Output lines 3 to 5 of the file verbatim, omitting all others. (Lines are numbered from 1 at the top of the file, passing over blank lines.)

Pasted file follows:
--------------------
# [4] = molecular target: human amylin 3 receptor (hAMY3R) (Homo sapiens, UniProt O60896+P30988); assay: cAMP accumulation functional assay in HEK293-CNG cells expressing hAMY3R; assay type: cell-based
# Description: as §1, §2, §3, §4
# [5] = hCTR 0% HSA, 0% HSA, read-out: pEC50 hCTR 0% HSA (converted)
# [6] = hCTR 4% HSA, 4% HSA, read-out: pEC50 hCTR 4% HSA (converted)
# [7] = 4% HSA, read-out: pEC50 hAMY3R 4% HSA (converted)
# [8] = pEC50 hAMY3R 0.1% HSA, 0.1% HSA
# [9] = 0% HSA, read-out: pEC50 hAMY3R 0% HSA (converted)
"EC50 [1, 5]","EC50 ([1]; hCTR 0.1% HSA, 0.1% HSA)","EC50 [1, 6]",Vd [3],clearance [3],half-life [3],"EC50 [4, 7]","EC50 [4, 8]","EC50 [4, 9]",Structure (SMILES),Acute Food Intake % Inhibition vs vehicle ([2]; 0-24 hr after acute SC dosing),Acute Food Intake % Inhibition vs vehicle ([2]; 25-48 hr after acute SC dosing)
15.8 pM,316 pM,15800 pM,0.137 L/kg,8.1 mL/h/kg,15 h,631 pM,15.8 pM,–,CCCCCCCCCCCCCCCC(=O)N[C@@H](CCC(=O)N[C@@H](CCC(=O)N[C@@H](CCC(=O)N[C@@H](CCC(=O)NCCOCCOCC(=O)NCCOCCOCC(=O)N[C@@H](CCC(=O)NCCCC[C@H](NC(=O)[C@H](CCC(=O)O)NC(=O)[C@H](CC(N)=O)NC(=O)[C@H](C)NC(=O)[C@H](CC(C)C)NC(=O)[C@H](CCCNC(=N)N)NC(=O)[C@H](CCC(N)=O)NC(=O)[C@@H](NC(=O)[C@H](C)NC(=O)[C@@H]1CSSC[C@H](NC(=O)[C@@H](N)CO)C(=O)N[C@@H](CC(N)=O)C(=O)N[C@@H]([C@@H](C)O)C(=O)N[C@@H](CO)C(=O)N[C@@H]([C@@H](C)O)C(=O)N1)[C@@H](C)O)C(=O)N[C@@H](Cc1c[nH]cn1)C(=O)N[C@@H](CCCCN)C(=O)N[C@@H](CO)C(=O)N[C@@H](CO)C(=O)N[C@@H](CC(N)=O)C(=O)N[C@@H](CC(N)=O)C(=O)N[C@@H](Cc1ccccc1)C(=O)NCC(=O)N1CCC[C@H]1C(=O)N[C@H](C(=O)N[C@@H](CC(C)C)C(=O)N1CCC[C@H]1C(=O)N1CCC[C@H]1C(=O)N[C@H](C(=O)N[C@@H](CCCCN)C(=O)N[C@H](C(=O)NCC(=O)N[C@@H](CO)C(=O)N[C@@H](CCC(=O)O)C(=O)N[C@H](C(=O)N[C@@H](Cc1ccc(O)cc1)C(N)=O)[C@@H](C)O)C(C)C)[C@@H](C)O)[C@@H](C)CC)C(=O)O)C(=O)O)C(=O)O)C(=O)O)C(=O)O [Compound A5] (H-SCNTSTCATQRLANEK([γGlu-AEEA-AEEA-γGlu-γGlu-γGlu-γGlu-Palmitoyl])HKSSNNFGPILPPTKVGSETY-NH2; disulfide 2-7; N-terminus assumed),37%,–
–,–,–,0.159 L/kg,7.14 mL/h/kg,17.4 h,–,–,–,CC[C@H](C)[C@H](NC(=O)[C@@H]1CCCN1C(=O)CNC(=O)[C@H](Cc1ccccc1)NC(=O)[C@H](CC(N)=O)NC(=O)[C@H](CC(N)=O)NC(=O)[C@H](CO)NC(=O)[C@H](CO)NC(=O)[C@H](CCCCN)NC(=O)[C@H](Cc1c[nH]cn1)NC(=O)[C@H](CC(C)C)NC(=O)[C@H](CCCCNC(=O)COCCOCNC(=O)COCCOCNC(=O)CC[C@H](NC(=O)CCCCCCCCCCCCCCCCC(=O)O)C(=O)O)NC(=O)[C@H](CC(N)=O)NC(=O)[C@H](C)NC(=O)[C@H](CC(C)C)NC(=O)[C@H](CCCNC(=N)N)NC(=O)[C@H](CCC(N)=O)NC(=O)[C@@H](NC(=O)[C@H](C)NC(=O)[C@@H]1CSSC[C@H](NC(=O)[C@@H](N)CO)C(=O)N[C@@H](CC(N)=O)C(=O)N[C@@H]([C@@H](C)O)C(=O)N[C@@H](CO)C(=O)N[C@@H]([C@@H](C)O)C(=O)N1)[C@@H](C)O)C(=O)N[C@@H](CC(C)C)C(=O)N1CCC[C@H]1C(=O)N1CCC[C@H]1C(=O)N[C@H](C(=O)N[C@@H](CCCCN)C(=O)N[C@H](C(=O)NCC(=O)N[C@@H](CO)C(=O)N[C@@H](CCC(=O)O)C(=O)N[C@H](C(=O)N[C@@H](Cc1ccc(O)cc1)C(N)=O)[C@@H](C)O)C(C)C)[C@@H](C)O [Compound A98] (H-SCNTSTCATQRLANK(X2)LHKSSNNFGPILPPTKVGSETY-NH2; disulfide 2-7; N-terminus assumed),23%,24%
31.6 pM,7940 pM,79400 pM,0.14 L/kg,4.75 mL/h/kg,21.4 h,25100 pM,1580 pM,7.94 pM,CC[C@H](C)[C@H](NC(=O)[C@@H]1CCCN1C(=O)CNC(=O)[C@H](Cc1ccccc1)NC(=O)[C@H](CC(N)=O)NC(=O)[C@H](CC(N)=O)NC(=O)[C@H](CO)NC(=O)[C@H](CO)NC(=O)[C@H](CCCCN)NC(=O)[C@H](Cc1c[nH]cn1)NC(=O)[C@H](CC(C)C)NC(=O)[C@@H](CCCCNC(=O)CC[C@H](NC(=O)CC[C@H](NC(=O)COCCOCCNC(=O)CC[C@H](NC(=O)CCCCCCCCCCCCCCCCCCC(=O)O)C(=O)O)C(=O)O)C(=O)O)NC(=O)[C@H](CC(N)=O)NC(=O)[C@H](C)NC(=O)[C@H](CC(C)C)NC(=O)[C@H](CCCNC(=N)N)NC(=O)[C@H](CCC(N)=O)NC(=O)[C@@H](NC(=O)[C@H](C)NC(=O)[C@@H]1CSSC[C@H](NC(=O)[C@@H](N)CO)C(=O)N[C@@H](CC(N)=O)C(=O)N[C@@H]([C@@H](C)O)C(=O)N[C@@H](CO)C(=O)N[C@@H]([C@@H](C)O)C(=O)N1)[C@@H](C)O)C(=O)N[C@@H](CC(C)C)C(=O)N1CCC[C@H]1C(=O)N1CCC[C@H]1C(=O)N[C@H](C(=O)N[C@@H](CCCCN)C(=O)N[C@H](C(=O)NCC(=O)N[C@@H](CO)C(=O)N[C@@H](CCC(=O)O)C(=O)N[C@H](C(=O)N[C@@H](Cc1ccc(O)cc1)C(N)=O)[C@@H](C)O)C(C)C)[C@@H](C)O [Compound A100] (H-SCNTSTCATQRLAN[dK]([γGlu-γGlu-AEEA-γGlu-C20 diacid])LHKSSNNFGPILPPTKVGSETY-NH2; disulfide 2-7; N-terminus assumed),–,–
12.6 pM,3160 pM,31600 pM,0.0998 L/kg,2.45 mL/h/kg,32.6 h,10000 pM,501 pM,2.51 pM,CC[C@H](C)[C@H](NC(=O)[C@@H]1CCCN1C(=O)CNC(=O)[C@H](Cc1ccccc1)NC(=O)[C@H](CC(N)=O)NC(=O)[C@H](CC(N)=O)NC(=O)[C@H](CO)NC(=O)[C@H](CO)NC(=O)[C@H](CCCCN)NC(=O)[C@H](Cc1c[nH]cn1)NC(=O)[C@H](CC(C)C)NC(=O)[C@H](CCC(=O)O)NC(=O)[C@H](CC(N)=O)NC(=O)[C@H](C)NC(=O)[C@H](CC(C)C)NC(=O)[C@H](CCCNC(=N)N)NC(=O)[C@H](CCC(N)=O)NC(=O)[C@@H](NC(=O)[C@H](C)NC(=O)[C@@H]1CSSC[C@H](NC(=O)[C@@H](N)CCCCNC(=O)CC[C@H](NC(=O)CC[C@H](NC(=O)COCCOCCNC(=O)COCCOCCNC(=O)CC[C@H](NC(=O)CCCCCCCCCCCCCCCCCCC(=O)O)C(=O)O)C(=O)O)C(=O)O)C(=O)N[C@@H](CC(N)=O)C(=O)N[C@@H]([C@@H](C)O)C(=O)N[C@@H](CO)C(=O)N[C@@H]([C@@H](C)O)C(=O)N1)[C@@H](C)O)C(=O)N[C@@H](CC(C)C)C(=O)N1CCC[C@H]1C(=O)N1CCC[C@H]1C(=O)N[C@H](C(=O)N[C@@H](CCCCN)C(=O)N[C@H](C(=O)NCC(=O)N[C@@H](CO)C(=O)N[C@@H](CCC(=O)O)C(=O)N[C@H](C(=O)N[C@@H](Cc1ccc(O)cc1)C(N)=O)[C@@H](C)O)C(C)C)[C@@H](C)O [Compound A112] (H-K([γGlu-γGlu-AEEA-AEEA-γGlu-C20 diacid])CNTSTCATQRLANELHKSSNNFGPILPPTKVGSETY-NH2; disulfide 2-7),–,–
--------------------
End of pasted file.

# [5] = hCTR 0% HSA, 0% HSA, read-out: pEC50 hCTR 0% HSA (converted)
# [6] = hCTR 4% HSA, 4% HSA, read-out: pEC50 hCTR 4% HSA (converted)
# [7] = 4% HSA, read-out: pEC50 hAMY3R 4% HSA (converted)